Can hold a fire in his hand,

By thinking on the frosty Caucasus;
Or wallow, naked, in December's snow,

By bare remembrance of the summer's heat? I answer, at once, that I can't. I have tried, several times, to fancy myself at liberty, and enjoying the society of my friends, but can't for the life of me; the prison's gloom is not mistaken by me for the full blaze of sunshine, nor can I, by any effort of my imagination, fancy myself very comfortable while wallowing in misery. The romantic Octavian, in Colman's play of the " Mountaineers," when straining his mistress to his breast, exclaims, "Oh, plunge me deep in Etna's smoky gulph, and I could wallow calmly in her fires, like lazy shepherds basking in the sun, to hold thee thus at last." A great deal must be allowed for the enthusiasm of lovers, but if the majority of them were thrust into a cold gaol for a year or two, it would cool their courage. In Yorkshire, the unwashed have a saying, that though their masters may make them work, they can't make them like it; and this kind of spirit, so antagonistic to the Christian, is strong in me; for though the Bristol worthies have succeeded, to admiration, in punishing me, they can't make me like it. Nothing but working a miracle would enable them to do that; and, as the days of miracle-working, like those of chivalry, are gone, why, there is no sort of likelihood that they will convince me, either that all is for the best, or even for my own good. When the apostles worked miracles, and showed so many signs and wonders to the Jews, who would not see them, " gold and silver they had none." But things have greatly altered since the times of Peter and his colleagues, for their successors have abundance of gold and silver, but can neither open the eyes of the blind, cure the sick, or cleanse, by heavenly magic, any kind of leprosy. My paper is exhausted with this infinite deal of nothing, so good-bye, but neglect not this advice, don't be quite so "rash as fire," and we shall meet again, some time, doubt not. May it be shortly, for "mine eyes desire thee above all things."

C. SOUTHWELL.

FIRST EPISTLE

To the Second Priest of the "Oracle." Edinburgh, 15th February, 1842.

MY DEAR SIR,

The Oracle, No. 8, is before me, and really it is a good pennyworth. Real information for the twelfth part of a shilling; how unlike, in quality and charge, the utterances of the Oracles with which priests have had to do! If this be a specimen of what the work will be under the new management, the persecutors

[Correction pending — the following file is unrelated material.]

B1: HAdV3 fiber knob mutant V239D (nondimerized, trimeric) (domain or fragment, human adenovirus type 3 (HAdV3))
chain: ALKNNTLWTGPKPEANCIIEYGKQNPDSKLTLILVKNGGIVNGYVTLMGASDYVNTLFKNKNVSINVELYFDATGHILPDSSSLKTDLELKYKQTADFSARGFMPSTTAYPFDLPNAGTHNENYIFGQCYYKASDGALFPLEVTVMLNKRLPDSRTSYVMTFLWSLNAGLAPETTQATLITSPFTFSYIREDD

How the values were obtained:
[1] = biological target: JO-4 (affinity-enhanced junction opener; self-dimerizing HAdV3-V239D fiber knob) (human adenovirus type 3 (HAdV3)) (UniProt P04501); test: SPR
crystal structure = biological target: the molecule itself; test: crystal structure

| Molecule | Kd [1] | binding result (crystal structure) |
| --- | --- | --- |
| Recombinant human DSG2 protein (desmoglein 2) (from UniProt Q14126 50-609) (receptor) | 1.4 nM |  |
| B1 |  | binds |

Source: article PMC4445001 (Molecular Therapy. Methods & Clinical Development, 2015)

motion.

Nothing, in my opinion, is more calculated to put a stop to these prosecutions, which tes tify the malignant tendency of religion, even under its best forms, than to give the clergy and magistracy to understand that they can't kill us. Let us tell them, and show them, that we won't die; or, rather, that if we can. not achieve immortality for ourselves, we will for our cause. If, when they chop off one head, a hundred appear in its place, they will soon find it a losing game. The more I think of the " don't-hurt-their-feelings" advice of some good sort of people, the put-up-withit, lie-down-und-die policy of men who assume the name, without having the spirit, of re formers, the more convinced do I become of its inexpediency as well as dishonesty. We are certainly not to go to Rome to pull the pope's nose; nor would it be justifiable for us to exhibit the ferocity of John Knox, who, with his followers, entered the sanctuaries of the Roman Catholics, by force tore down their altars, destroyed their magnificent edifices, and trampled on what they esteemed most sacred. But, if the pope of Rome strive to make me a slave to his spiritual despotism, it is my duty to resist, and that right vigor. ously; if any religionist speak or write in favour of certain doctrines, it is my duty as & non-religionist to insist upon the right of speaking and writing in opposition. And who. ever shrinks from this his duty, ought to go to heaven at once, because he is not good enough for this world, and because he falls short of the dignity of manhood. Latitude of lan guage in general is, doubtless, convenient to shirkers, inasmuch as they would hide their cowardice by calling it prudence, and conceal their want of public spirit, by pretending to extraordinary charity. That course of conduct is the most charitable which will do most good.

Yours, sincerely,

THE EVIDENCES OF CHRISTIANITY
DISPLAYED;
OR THE PENALTY OF HONESTY IN THE NINETEENTH
CENTURY.

OFTEN has religion, with appalling grin, bestridden the murdered form of humanity, and too fondly has the hope been entertained that knowledge and civilisation had daven it to the regions of blackest night, its oirthplace and most congenial home; but has again ventured forth, strangling truth with fierce hands, and, in the name of a god, chasing honesty from the world. Started corruption has cried havoc, the Bonners f christianity have let

the case, we must comment upon it. Analy. sis would murder it. Heterogenity is its name. It is in keeping with nothing but its wretched and imbecile object.